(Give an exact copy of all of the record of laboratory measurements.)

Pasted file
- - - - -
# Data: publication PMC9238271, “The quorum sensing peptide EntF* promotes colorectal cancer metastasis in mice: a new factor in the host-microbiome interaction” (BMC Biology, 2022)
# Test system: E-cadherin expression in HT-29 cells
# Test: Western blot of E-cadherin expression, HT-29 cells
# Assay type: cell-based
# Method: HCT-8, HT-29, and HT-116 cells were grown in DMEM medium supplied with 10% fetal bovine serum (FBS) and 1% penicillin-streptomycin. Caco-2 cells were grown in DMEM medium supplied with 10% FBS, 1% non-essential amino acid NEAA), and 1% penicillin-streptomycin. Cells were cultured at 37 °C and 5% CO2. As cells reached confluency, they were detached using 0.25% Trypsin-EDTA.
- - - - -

# Data: publication PMC9238271, “The quorum sensing peptide EntF* promotes colorectal cancer metastasis in mice: a new factor in the host-microbiome interaction” (BMC Biology, 2022)
# Test system: E-cadherin expression in HT-29 cells
# Test: Western blot of E-cadherin expression, HT-29 cells
# Assay type: cell-based
# Method: HCT-8, HT-29, and HT-116 cells were grown in DMEM medium supplied with 10% fetal bovine serum (FBS) and 1% penicillin-streptomycin. Caco-2 cells were grown in DMEM medium supplied with 10% FBS, 1% non-essential amino acid NEAA), and 1% penicillin-streptomycin. Cells were cultured at 37 °C and 5% CO2. As cells reached confluency, they were detached using 0.25% Trypsin-EDTA.